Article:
Lost in all the uproar about the proliferation of nuclear technology, and the inevitable consequent weaponry in North Korea and Iran, is the murky argument against their possession of such know-how. Why is the nuclear club restricting its monopoly membership?
The club’s original five members, US, Russia, China, Great Britain, and France, has grown to nine or ten members, depending on who’s counting. Non-signatories of the Nuclear Non-Proliferation Treaty (NPT), who now have such weapons, include Pakistan, India, and Israel. North Korea withdrew its membership in 2002.
A little talked about, yet very important issue is the existing worldwide total number of warheads--estimated to be in excess of 20,000--that are aimed at various military targets and population centers around the globe. Why so many--given that number could destroy our planet several times over? One can only guess at the brilliance behind such planning, and it conjures up images of the preparation that went into such masterful strokes such as Vietnam and Agent Orange, and the invasions of Iraq and Afghanistan. Also, given that these weapons have a limited shelf (or silo) life, and disregarding the huge cost of building them in the first place, what of the price of maintenance, and now of replacement? Congress mandated the never discussed Reliable Replacement Warhead (RRW) program in 2004 “to improve the reliability, longevity, and certifiability of existing [nuclear] weapons and their components.” Lots of money for defense contractors involved here.
Whenever this subject comes up, the US’s arsenal is benignly described as a “deterrent force,” meaning that no one would dare attack us for fear of retaliation—read annihilation (or “obliteration” as Hillary Clinton once warned Iran it faced). The deterrent argument’s thrust is that by owning nuclear weapons others are deterred from attacking you. This rationale obviously does not apply to nuclear wannabes Iran and North Korea. After all, if ever we wanted to mount an attack on either of these nations, it wouldn’t do for them to have big bombs riding atop missiles that might be launched in retaliation.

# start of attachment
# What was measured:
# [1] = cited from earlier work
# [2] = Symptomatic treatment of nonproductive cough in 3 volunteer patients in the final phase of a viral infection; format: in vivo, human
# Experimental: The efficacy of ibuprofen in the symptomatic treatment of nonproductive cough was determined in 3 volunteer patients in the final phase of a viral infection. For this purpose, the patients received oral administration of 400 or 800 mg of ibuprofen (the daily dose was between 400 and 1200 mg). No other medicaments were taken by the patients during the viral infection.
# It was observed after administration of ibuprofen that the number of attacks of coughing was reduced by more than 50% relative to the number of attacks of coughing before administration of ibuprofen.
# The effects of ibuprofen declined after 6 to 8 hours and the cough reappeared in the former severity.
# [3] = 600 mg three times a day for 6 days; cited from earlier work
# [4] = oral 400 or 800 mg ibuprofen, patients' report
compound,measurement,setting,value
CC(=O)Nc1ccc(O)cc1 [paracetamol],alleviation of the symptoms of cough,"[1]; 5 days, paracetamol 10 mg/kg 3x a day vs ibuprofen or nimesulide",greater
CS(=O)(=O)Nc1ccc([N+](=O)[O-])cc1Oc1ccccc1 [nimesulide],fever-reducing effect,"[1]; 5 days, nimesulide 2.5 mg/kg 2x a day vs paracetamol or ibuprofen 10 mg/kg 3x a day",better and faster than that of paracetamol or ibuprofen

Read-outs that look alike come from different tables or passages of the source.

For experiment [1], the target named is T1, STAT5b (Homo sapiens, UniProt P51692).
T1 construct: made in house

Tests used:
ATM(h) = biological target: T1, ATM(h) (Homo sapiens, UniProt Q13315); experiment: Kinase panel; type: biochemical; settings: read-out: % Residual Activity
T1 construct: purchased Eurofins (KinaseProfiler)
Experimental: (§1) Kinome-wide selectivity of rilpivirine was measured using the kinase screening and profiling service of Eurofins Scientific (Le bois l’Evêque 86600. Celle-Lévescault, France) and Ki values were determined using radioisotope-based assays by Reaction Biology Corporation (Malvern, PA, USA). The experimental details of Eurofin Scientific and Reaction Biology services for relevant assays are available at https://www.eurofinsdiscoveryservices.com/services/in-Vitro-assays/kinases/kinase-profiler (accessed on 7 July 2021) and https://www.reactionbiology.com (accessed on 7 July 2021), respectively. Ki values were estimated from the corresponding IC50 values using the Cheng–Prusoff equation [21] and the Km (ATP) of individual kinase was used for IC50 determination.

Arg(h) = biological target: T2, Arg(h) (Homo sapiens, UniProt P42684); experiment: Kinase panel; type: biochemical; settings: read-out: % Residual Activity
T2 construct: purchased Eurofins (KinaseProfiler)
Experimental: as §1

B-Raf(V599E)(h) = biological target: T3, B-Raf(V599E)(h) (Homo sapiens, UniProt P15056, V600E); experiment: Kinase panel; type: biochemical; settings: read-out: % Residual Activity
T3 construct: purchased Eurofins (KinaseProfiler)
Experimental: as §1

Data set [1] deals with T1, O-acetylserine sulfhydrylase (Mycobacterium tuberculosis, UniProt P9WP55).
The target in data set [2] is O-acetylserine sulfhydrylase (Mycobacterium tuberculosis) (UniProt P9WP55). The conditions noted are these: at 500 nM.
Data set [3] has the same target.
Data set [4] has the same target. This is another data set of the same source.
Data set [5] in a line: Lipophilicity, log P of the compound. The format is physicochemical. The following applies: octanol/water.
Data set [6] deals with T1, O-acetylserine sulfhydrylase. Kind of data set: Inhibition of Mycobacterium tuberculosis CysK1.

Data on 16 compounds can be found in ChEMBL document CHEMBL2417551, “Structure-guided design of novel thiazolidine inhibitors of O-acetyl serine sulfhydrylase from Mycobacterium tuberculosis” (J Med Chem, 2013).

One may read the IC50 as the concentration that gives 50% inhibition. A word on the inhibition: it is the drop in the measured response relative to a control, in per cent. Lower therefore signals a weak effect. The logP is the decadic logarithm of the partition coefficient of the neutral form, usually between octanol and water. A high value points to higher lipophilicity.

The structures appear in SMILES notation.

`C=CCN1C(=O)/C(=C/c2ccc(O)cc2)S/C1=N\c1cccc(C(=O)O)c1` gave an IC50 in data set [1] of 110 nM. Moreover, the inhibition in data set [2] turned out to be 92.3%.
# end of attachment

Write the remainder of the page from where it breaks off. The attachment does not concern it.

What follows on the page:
Another argument for restriction is that these governments are unstable “rogue” states and their weaponry could easily fall into terrorist hands. This argument has been effective with the American public because it plays the fear card. The “wolf is at the door” claim is not new to us. A frightened populace has been proven time and again to be a controllable populace--one that is quite willing to give up basic freedoms while entrusting their safety to a few “brilliant” bureaucrats. These are the “smartest people in the room” who plot the fate of the world--in fortified, undisclosed locations that will ensure their survival in case of nuclear war. Never mind that they are of the same ilk as those who decided that we should fill our arsenals with more than enough nuclear warheads to end civilization as we know it, and other previously mentioned colossal blunders.
Also disregarded is the notion that if nukes are a defensive weapon for us (even though the previous administration threatened to violate that premise) why wouldn’t they be the same for every nation? Why would North Korea, or Iran, want to launch what would amount to a Kamikaze attack on anyone? Surely they know that their country would be in ashes shortly after such a blunder. This result is spelled out in the Mutually Assured Destruction corollary to the deterrence strategy. (It has a wonderfully descriptive acronym--MAD!)
By the way, what standing do the nuclear-tipped nations have to deny other nations the same capability? Is it like an exclusive country club that has racial or social barriers to entry? Would the presence of such weapons deter the current nuclear powers ability to blackmail others into doing their bidding?
Let’s face it, the US has become a militaristic enterprise that feeds on controlling the activities of other nations. We now have a military presence in 135 countries around the globe. For what purpose? Take a wild guess.
Finally, if our deterrence strategy is indeed sound, then we have nothing to worry about. In fact it’s so good it should be expanded to include everyone. Just think, if every country had nuclear weapons then no one would be attacking anyone else for fear of retaliation, and there would be no wars--because everyone would be…deterred!
Sounds good to me.